As NASA and private space companies prepare to return equipment—and ultimately astronauts—to the moon, they are confronted with an almost undetectable hazard to any future lunar outpost: microscopic dust particles. Regolith, or ground-up lunar rock, jams drills and other delicate devices and is so sharp that it damages spacesuits. Because dust absorbs sunlight, it can cause sensitive devices to overheat.
Dust particles are also hazardous to one’s health. Even though Apollo-era astronauts only spent a few days outdoors on each trip, several experienced burning eyes and congested nasal passages when they returned from lunar excursions and removed their dust-covered spacesuits inside the capsule. Images from the Apollo 17 mission, which focused on geology and included seven-hour excursions in the lunar rover, show astronaut Gene Cernan’s face coated in dust, as if he were some sort of outer space coal miner. Cernan informed NASA officials at a technical briefing after his return to Earth that lunar dust was nothing to be concerned about.
According to Phil Abel, manager of NASA’s Glenn Research Center’s Tribology and Mechanical Components Branch, the grit blocked the radiators that evacuated heat and carbon dioxide from spacesuits and wore a hole in Cernan’s outer spacesuit’s knee. (Tribology is the study of friction and wear.) According to a report from a NASA workshop on lunar dust in 2020, the Apollo 17 crew carried dust into the capsule, where it smelled like gunpowder and prompted lunar module pilot Harrison Schmitt to experience hay fever symptoms.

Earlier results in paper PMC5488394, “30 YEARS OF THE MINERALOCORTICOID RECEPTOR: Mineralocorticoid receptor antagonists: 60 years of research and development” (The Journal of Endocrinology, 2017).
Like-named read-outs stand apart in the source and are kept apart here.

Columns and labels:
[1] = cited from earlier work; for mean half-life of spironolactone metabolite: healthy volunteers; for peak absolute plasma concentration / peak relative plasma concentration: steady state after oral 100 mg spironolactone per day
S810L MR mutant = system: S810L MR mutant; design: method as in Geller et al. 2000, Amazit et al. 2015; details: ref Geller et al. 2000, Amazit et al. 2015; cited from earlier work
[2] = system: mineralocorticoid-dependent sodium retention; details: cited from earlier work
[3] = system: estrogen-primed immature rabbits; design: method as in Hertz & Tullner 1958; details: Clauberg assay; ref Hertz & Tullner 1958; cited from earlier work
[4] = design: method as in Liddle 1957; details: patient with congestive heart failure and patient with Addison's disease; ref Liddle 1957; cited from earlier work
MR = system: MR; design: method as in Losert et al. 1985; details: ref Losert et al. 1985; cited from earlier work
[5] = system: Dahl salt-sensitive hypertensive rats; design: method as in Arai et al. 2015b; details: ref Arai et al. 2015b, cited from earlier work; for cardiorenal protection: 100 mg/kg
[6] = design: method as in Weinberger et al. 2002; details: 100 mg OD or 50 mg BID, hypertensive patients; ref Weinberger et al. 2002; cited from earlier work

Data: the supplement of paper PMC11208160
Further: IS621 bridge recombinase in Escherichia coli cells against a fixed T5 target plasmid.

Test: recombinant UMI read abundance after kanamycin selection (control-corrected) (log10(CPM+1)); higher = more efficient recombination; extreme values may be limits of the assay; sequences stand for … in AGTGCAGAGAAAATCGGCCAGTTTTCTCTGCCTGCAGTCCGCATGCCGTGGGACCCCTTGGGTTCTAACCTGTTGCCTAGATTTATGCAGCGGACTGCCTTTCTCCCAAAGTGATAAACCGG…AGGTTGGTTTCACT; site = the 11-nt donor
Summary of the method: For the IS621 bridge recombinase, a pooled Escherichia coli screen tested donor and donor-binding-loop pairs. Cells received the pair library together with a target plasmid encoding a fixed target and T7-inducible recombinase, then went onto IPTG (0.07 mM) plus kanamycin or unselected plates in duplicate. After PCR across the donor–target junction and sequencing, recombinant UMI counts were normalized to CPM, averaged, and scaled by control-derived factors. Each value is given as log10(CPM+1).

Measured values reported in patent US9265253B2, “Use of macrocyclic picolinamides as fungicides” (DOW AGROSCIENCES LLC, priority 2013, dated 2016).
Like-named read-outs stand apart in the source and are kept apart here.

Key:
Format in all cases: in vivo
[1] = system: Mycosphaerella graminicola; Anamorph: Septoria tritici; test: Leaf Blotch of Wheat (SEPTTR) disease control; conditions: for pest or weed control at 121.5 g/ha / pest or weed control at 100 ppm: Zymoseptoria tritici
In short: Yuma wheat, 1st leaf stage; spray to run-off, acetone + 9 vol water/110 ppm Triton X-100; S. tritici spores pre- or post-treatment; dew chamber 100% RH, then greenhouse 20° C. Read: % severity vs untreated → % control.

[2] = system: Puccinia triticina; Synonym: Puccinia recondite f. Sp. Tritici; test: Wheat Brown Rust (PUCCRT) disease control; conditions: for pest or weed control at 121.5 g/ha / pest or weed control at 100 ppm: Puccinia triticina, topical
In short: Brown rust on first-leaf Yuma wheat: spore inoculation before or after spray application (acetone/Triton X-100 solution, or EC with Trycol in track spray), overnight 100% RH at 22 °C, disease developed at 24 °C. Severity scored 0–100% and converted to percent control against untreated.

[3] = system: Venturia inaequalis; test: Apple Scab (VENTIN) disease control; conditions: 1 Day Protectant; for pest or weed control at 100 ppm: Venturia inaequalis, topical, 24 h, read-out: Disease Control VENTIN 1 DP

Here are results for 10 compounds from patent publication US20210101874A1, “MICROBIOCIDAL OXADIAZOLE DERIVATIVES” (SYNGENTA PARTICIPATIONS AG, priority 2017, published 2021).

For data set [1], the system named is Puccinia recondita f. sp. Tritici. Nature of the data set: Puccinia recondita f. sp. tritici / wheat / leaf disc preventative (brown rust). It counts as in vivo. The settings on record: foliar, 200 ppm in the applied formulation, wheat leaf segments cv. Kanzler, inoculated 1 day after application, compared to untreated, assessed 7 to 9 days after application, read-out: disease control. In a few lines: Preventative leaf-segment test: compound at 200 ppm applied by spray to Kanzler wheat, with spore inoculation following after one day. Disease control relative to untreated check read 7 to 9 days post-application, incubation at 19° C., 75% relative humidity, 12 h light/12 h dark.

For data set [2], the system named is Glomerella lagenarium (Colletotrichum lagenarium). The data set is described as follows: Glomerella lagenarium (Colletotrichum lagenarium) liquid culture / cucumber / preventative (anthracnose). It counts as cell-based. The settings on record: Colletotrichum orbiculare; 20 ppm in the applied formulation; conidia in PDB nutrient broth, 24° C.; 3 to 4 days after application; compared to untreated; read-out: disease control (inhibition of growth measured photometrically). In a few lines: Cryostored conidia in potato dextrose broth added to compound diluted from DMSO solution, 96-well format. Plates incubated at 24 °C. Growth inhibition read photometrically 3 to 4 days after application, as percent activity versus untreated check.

Lunar ice is mostly made up of water and trace quantities of other compounds, but it also contains moon dust. According to Roth, Off Planet creates its own filthy snowball simulant by freezing the components onto a standard simulant using a method known as cryogenic vapor deposition. Off Planet derives its frosty formula from pictures and other data collected by spacecraft circling the moon; its lunar ice simulant is a combination of water, carbon dioxide, carbon monoxide, hydrogen sulfide, sulfur dioxide, methane, ethane, ammonia, and methanol, as well as the regolith.
The company has several dozen clients from ten nations, all of which are planning for their own eventual moon trips, and they require these mimicked materials to ensure that their equipment functions properly. According to Off Planet co-owner Vince Roux, blending artisanal moon dust is a “definitely a growing industry.” “The economic return now makes sense, and we intend to grow.”